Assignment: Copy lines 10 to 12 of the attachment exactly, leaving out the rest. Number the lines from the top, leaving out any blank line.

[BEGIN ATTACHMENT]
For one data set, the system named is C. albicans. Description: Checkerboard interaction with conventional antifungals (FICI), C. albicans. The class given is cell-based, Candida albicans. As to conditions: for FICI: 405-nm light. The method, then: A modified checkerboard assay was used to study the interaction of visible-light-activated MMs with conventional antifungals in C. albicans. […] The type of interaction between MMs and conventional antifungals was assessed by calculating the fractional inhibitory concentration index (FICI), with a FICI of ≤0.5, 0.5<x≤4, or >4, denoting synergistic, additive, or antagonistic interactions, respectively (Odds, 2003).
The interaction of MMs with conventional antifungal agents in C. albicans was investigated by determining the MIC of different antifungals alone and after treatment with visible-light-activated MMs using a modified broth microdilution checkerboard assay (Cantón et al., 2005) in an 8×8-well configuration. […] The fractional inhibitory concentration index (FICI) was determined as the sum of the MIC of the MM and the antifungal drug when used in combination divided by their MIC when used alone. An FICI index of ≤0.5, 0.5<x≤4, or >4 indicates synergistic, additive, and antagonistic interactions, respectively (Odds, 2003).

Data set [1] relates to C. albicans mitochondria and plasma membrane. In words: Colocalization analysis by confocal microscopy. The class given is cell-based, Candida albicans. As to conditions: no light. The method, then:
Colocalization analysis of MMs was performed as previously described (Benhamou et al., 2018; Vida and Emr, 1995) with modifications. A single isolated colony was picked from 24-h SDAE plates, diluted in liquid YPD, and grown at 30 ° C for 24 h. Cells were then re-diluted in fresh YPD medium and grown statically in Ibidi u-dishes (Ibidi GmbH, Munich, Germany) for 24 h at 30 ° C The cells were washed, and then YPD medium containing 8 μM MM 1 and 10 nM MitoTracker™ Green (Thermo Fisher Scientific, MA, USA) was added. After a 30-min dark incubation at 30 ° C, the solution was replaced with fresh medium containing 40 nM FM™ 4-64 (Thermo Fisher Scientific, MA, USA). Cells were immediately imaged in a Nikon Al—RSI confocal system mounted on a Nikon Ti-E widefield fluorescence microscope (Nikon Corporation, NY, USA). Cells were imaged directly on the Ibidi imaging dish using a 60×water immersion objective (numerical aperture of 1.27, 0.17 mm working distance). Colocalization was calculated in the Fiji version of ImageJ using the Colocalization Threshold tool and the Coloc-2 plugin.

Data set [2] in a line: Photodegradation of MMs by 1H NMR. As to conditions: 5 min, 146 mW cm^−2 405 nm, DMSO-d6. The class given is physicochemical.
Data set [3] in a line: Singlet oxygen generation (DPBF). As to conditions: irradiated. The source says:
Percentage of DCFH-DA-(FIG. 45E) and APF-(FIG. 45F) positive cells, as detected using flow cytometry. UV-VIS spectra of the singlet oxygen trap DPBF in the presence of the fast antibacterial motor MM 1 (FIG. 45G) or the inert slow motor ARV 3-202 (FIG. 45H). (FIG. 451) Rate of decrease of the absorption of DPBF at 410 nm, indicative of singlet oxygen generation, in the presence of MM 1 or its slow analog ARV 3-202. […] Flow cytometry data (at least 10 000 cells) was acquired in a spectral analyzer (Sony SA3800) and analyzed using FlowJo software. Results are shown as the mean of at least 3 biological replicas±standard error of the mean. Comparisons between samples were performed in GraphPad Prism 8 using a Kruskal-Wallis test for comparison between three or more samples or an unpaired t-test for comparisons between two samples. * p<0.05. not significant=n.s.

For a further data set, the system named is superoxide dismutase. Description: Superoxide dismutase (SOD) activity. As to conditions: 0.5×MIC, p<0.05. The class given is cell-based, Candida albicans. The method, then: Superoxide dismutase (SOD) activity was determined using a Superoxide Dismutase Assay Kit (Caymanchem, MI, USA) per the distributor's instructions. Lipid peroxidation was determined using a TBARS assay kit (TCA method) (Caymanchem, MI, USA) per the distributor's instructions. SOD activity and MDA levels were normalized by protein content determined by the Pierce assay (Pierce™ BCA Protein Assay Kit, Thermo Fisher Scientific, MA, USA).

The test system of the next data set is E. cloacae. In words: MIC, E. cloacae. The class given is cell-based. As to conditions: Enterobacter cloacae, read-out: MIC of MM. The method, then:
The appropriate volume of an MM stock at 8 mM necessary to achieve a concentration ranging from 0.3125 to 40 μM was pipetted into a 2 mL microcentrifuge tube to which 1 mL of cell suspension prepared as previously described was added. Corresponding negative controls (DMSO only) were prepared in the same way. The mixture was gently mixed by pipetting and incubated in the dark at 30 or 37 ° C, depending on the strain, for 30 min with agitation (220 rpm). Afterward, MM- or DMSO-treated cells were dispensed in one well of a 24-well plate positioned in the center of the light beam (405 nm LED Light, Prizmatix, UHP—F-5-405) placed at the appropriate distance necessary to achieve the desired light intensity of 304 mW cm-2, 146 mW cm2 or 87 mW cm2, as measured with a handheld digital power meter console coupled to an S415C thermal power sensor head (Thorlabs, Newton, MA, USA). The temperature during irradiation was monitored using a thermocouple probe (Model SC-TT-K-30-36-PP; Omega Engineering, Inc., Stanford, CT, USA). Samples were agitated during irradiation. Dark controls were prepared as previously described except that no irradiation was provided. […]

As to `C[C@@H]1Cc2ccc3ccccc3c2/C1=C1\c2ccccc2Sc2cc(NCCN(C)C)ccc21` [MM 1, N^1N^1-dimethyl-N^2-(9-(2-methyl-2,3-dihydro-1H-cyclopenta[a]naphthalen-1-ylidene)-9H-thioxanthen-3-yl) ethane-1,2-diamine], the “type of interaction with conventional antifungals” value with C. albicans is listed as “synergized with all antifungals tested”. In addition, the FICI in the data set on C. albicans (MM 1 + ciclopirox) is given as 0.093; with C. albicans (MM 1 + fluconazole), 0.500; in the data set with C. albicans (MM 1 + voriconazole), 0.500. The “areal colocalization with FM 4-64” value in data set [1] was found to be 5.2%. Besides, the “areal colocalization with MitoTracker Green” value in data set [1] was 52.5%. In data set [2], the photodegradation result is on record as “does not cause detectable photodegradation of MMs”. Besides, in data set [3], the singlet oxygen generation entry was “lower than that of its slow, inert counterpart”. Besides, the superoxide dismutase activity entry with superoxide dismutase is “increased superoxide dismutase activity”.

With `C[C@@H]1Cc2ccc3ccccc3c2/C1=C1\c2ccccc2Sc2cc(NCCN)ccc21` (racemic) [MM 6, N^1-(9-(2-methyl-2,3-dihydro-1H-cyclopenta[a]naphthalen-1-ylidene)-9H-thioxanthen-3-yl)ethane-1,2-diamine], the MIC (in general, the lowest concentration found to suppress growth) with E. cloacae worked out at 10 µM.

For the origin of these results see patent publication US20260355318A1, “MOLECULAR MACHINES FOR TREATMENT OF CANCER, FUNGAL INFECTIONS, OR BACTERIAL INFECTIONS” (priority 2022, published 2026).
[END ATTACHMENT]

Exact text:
The appropriate volume of an MM stock at 8 mM necessary to achieve a concentration ranging from 0.3125 to 40 μM was pipetted into a 2 mL microcentrifuge tube to which 1 mL of cell suspension prepared as previously described was added. Corresponding negative controls (DMSO only) were prepared in the same way. The mixture was gently mixed by pipetting and incubated in the dark at 30 or 37 ° C, depending on the strain, for 30 min with agitation (220 rpm). Afterward, MM- or DMSO-treated cells were dispensed in one well of a 24-well plate positioned in the center of the light beam (405 nm LED Light, Prizmatix, UHP—F-5-405) placed at the appropriate distance necessary to achieve the desired light intensity of 304 mW cm-2, 146 mW cm2 or 87 mW cm2, as measured with a handheld digital power meter console coupled to an S415C thermal power sensor head (Thorlabs, Newton, MA, USA). The temperature during irradiation was monitored using a thermocouple probe (Model SC-TT-K-30-36-PP; Omega Engineering, Inc., Stanford, CT, USA). Samples were agitated during irradiation. Dark controls were prepared as previously described except that no irradiation was provided. […]

As to `C[C@@H]1Cc2ccc3ccccc3c2/C1=C1\c2ccccc2Sc2cc(NCCN(C)C)ccc21` [MM 1, N^1N^1-dimethyl-N^2-(9-(2-methyl-2,3-dihydro-1H-cyclopenta[a]naphthalen-1-ylidene)-9H-thioxanthen-3-yl) ethane-1,2-diamine], the “type of interaction with conventional antifungals” value with C. albicans is listed as “synergized with all antifungals tested”. In addition, the FICI in the data set on C. albicans (MM 1 + ciclopirox) is given as 0.093; with C. albicans (MM 1 + fluconazole), 0.500; in the data set with C. albicans (MM 1 + voriconazole), 0.500. The “areal colocalization with FM 4-64” value in data set [1] was found to be 5.2%. Besides, the “areal colocalization with MitoTracker Green” value in data set [1] was 52.5%. In data set [2], the photodegradation result is on record as “does not cause detectable photodegradation of MMs”. Besides, in data set [3], the singlet oxygen generation entry was “lower than that of its slow, inert counterpart”. Besides, the superoxide dismutase activity entry with superoxide dismutase is “increased superoxide dismutase activity”.

With `C[C@@H]1Cc2ccc3ccccc3c2/C1=C1\c2ccccc2Sc2cc(NCCN)ccc21` (racemic) [MM 6, N^1-(9-(2-methyl-2,3-dihydro-1H-cyclopenta[a]naphthalen-1-ylidene)-9H-thioxanthen-3-yl)ethane-1,2-diamine], the MIC (in general, the lowest concentration found to suppress growth) with E. cloacae worked out at 10 µM.